The particle size distribution is important for spreading properties and segregation tendencies. It is especially important if the component is in bulk blends.

Particle strength and mechanical resistance

Table showing the crushing strength of fertiliser particles

The crushing strength of fertiliser particles differs greatly depending on the chemical composition. Crushing strength measured for various fertiliser types is illustrated in the table. Water absorption has negative effects on most fertilisers. Particles can become sticky and tend to disintegrate. 

Mechanical resistance is the ability of the fertiliser to resist the stresses imposed upon them in the handling chain. The mechanical resistance depends on surface structure and particle strength.

Dust formation

Excessive dust during loading vesselLarge amounts of fertiliser dust causes discomfort in the work place. Therefore, in most countries dust emission from handling operations is restricted by law. Dust and fines normally arise during handling from:

• Water absorption 
• Poor surface structure and particle strength 
• Low mechanical resistance 
• Mechanical stresses in the handling chain 
• Wear and tear from equipment (scrapers, screw feeders, grain trimmers etc) See also how to prevent dust formation.

Bulk density

Bulk density or volume weight (kg/m3) differs between fertiliser types. Variations in particle distribution due to segregation will influence the bulk density. For mechanical spreading it is important that variations within a specific product are minimal.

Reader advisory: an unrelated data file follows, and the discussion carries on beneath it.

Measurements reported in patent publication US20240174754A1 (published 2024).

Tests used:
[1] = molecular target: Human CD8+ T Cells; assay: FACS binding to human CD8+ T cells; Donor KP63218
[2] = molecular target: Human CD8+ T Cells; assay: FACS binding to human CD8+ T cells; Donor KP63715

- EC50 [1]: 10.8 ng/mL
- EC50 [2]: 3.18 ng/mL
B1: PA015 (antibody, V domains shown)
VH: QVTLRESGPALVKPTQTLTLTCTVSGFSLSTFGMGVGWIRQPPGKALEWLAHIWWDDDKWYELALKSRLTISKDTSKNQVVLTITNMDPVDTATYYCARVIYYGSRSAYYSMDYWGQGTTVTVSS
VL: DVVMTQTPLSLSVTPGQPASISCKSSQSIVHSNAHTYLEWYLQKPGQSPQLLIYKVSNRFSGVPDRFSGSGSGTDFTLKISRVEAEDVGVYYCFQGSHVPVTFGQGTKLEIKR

Compatibility (chemical and physical)

Compatibility primarily relates to blending of different fertilisers, cross contamination and other problems in safety and/or quality; e.g. caking, weakening, dust formation, and loss of resistance to thermal cycling in the case of ammonium nitrate.

Diagram showing compatibility of fertiliser blending materials

Ref: Guidance for the compatibility of fertiliser blending materials, EFMA, June 2006

  1. Due to the hygroscopic behaviour of both products, the type of stabilisation of the ammonium nitrate grade could influence the storage properties. 
  2. Consider the safety implications regarding the detonability of the blend (AN/AS mixtures) and legislative implications. 
  3. Consider the safety implications regarding the detonability of the blend (AN/AS mixtures), the impact of free acid and organic impurities, if present, and legislative implications. 
  4. Mixture will quickly become wet and absorb moisture resulting in the formation of liquid or slurry. There could also be safety implications. 
  5. If free acid is present it could cause a very slow decomposition of AN, affecting, for example, the packaging. 
  6. Consider the possibility of self-sustaining decomposition and the overall level of oil coating. 
  7. Sulphur is combustible and can react with nitrates e.g. AN, KNO3 and NaNO3. 
  8. Due to the hygroscopic behaviour of both products the type of stabilisation of the ammonium nitrate based fertiliser could influence the storage properties. 
  9. Consider the moisture content of the SSP/TSP. 
  10. Consider the relative humidity during blending. 
  11. Risk of formation of gypsum. 
  12. No experience but this can be expected to be compatible. Confirm by test and/or analysis. 
  13. Consider impurities in AS and the drop in the critical relative humidity of the blend. 
  14. Consider the likely impact of additional nitrate. 
  15. Consider the possibility of ammonium phosphate/potassium nitrate reaction with urea and the relative humidity during blending, to avoid caking.
  16. If free acid is present, there is a possibility of hydrolysis of urea giving ammonia and carbon dioxide. 
  17. Formation of very sticky urea phosphate. 
  18. Potential caking problem due to moisture. 
  19. If free acid is present, consider the risk of a reaction e.g. neutralisation with ammonia and acid attack with carbonates.